Perhaps the most immediately apparent characteristic of the fifth Russian Circles album, Memorial is its wide range of emotion. Vacillating from somber-yet-soaring melodies on one track to pummeling metal heft on the next, Memorial sounds like an album with split personalities. "We've always tried to balance our metal-influenced sounds with more nuanced, pretty, orchestral elements," Cook says. "But this time, it's far more polarized in that the heavy parts are much more blown out and exaggerated while the pretty moments are far more restrained, delicate, and atmospheric." In the two years since Russian Circles released their landmark fourth album Empros, the Chicago trio toured worldwide nearly incessantly, encountering many heavy acts whose music seemed needlessly complicated. "We set out to make a straightforward, intense, heavy record," Cook explains. "We subconsciously gravitated toward darker and more somber sounds. We wanted to get away from the overtly flashy." In search of such a streamlined sound, the trio focused on each individual song having its own emotional and musical characteristics. As such, Memorial almost feels like stages of grief. That notion might be aided by 1) the album's clever structuring, in which it ends in the same place as it starts, and 2) special guest vocalist Chelsea Wolfe lending her hauntingly somber vocals to the album closing title track. To a degree, the monolithic, juxtaposed moods on Memorial is the band's reaction to the proliferation of iPod culture affecting how bands write music. Today, most musicians are trying to mash together disparate elements with results sounding as unpalatable as cooking a meal blindfolded. Russian Circles wisely and deftly sidestep the trappings of genre amalgamation. "I want to hear a band with a broad palette," Cook says. "But it should find that weird balance with breadth and width. We wanted to make a record with more extreme peaks and valleys. I'm hoping that we can get away with making a schizophrenic record."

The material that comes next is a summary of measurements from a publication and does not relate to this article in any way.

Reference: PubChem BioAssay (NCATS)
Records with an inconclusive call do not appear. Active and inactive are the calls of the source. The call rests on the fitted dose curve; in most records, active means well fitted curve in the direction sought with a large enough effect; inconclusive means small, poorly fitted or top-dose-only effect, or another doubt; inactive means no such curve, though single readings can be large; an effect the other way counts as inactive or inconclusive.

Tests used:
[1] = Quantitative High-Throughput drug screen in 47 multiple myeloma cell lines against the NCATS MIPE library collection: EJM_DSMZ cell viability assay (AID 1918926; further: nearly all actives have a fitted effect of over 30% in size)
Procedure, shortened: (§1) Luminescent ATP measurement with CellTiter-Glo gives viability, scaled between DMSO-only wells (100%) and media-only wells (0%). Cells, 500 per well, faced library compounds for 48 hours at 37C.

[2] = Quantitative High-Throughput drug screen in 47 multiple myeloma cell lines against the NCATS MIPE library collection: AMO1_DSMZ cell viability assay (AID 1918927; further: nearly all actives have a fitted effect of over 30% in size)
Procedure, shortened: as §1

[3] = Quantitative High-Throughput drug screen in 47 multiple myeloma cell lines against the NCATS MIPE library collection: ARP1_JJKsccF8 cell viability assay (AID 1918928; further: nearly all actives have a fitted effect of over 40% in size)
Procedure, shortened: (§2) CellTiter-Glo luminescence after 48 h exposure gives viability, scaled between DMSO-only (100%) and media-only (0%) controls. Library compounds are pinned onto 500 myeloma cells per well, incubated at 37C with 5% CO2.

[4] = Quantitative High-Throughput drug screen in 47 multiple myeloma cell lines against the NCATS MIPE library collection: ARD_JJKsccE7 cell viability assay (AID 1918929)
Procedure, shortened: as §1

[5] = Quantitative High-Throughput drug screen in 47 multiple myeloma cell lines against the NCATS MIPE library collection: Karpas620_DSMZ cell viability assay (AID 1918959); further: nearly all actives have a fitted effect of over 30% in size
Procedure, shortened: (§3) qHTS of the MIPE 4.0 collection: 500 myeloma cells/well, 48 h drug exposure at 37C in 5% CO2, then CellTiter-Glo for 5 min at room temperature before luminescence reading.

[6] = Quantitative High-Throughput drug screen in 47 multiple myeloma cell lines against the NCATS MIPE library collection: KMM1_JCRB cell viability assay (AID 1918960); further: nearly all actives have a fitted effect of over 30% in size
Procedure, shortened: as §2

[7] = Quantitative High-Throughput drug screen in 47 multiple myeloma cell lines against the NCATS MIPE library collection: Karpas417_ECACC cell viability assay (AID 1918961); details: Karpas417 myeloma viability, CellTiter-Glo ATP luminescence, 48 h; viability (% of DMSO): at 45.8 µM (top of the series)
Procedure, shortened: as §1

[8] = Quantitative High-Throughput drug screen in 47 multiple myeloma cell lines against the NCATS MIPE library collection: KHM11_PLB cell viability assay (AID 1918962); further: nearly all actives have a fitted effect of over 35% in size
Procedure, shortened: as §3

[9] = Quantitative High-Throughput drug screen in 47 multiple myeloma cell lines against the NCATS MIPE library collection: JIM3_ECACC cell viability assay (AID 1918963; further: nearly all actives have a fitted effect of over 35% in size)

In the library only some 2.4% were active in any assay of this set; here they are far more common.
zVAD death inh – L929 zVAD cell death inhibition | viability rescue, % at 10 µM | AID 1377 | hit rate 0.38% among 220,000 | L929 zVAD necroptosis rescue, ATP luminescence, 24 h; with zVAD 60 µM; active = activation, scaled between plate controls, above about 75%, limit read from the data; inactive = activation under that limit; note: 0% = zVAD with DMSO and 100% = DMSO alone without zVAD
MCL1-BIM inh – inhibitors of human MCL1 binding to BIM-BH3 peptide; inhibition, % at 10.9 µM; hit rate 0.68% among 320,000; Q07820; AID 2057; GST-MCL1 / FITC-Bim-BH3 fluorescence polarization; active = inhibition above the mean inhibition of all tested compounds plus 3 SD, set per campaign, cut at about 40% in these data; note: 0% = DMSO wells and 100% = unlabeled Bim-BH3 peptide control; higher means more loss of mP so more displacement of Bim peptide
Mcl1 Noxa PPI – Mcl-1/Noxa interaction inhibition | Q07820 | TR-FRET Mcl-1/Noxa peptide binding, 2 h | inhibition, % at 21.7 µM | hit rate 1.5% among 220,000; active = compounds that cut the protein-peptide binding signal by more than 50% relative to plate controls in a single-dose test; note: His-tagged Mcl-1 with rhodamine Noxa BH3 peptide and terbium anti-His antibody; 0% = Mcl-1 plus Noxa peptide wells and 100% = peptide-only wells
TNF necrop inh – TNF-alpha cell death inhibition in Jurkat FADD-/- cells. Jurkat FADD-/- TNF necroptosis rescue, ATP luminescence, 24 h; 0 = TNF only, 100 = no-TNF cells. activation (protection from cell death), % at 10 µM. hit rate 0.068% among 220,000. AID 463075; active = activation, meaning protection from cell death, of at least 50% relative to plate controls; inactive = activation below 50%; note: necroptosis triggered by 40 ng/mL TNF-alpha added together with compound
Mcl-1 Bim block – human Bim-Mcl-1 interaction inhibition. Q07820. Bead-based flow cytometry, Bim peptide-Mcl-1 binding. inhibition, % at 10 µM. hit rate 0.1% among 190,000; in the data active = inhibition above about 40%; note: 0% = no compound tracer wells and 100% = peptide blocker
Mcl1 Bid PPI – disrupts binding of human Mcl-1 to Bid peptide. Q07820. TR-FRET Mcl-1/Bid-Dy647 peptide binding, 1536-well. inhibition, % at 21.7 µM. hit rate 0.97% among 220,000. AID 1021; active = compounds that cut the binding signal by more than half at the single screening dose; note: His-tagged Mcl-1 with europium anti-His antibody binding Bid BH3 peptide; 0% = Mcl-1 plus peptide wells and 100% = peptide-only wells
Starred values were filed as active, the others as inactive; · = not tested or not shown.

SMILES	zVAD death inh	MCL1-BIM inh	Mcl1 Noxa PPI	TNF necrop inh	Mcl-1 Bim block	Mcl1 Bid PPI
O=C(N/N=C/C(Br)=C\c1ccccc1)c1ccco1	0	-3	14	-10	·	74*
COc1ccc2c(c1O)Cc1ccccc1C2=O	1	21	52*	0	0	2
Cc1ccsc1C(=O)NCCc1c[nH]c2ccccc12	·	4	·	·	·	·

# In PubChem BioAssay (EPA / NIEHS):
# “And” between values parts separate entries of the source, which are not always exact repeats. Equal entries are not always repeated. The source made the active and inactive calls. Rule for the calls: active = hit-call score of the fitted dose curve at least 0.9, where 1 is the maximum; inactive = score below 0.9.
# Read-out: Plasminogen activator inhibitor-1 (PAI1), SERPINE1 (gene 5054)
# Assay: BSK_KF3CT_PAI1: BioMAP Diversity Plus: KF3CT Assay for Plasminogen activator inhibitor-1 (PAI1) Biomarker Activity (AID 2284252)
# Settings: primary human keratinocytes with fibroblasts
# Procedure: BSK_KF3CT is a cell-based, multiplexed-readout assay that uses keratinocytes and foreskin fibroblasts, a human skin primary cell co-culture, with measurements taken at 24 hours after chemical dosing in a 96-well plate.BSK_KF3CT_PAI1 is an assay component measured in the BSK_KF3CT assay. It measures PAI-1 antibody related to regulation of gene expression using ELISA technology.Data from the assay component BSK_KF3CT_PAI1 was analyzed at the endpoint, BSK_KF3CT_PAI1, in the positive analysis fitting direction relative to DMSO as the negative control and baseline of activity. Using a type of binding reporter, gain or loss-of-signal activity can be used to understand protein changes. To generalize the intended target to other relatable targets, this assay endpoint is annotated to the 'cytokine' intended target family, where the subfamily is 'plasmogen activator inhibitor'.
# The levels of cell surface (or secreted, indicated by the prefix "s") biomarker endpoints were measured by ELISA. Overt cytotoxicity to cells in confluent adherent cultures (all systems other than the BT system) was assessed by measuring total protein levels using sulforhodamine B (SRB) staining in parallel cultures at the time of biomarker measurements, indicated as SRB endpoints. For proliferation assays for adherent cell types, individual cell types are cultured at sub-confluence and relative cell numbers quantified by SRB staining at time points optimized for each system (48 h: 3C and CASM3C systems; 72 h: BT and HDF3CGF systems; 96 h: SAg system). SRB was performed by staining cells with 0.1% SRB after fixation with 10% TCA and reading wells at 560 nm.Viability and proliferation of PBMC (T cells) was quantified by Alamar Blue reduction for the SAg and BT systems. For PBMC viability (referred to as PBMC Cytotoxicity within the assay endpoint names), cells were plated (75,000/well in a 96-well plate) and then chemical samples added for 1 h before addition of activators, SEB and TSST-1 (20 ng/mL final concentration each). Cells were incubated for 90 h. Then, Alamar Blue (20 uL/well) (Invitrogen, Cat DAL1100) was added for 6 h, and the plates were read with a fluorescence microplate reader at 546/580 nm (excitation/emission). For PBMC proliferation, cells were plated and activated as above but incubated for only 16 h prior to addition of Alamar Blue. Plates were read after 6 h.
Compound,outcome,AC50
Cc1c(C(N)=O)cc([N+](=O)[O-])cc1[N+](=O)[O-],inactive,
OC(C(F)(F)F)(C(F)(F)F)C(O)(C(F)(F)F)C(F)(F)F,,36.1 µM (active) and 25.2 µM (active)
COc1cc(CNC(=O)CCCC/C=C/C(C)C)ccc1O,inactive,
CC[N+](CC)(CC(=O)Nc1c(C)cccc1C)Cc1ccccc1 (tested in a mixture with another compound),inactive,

TRACK LISTING

              1. Memoriam
              2. Deficit
              3. 1777
              4. Cheyenne
              5. Burial
              6. Ethel
              7. Lebaron
              8. Memorial (Featuring Chelsea Wolfe)

              Chelsea Wolfe

              Apokalypsis - 2022 Reissue